So, here’s what I’m reading next:

  • Monday: Church Planter by Darrin Patrick, for church development
  • Tuesday: Linchpin by Seth Godin for leadership development
  • Wednesday: Eat This Book by Eugene Peterson for spiritual development
  • Thursday: The Complete Works of Josephus for historical/biblical development
  • Friday: The Brothers Karamazov for story development
  • Weekend: Kindle reading, currently Ben-Hur just for fun
  • Kids Books: The Lion, The Witch and The Wardrobe & The Big Book of Basketball

 

Taylor, What Does it Mean to be Filled with the Spirit

I read this book to help me frame my teaching this past Sunday on the Holy Spirit.  Preaching the Holy Spirit is difficult, because if you haven’t experience spirit filled life, it’s not enough to just hear about it.  It’s something that you just cannot possible understand if it hasn’t been felt.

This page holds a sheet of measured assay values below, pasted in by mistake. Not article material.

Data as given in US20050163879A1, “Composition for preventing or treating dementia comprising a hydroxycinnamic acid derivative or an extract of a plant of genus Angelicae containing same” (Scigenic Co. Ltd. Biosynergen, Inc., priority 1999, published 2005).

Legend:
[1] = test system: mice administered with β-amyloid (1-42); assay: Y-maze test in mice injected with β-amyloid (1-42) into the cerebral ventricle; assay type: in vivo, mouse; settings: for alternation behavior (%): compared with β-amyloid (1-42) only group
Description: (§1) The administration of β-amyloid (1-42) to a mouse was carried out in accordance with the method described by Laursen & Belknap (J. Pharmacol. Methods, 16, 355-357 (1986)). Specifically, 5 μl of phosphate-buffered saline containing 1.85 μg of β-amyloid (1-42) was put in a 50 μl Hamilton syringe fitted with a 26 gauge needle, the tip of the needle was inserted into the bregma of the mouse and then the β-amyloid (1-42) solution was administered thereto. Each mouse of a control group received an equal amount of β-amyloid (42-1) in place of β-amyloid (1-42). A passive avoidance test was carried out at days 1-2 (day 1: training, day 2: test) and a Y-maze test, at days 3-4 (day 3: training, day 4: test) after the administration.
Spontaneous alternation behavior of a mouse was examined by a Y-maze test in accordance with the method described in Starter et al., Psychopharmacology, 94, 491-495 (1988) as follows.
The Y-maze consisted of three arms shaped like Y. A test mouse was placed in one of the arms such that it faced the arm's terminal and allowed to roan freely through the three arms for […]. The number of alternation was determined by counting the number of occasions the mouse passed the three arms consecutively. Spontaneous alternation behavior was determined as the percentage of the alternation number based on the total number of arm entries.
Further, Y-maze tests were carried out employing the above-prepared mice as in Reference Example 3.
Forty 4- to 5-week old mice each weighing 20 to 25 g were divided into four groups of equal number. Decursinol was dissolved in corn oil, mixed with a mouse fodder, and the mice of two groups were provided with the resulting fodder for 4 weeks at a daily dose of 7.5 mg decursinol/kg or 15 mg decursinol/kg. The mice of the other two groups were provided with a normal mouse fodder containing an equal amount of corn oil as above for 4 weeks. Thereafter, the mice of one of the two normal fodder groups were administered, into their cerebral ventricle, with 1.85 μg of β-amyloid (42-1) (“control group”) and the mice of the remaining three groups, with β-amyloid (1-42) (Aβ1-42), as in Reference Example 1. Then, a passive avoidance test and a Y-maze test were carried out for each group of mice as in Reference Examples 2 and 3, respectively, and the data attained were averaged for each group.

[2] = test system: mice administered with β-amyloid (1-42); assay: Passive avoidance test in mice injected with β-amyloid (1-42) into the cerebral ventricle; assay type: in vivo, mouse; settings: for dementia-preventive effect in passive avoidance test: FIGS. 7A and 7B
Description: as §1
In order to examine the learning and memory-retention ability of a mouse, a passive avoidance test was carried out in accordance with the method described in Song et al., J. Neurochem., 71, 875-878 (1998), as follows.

Richard Taylor wrote this little book you can read in one sitting with the simple goal of showing what it means to be filled with the Spirit.  Taylor died a few years ago after being a professor at Nazarene Theological Seminary and authoring several books in the area of holiness theology.

So, this book is basically built on Ephesians 5, and gives a short and simple walk through what it means to be filled with the Spirit – in real world practical ways.  It’s a great book – understandable and useful for everyone!

Lewis, The Magician’s Nephew

My copies of the Narnia Series by C.S. Lewis are a bit over 20 years old, so it’s a lot of fun now to be turning around and reading them to my kids.  Khobi specifically has asked to go through the Narnia series, so that’s what we are reading.

The first book is called The Magician’s Nephew, and it tells the story of the very beginning of the world of Narnia.  It starts out a little slow and weird, but it gets going and then tells the creation story in the most beautiful way imaginable.  I am sure the kids don’t quite catch the parallels to the beginning of Genesis, but when they read them again as young adults, the stories will surely come alive in a new way.

Lewis is an amazing writer and thinker and this children book is stunning work with remarkable depth in the midst of a fun and interesting story.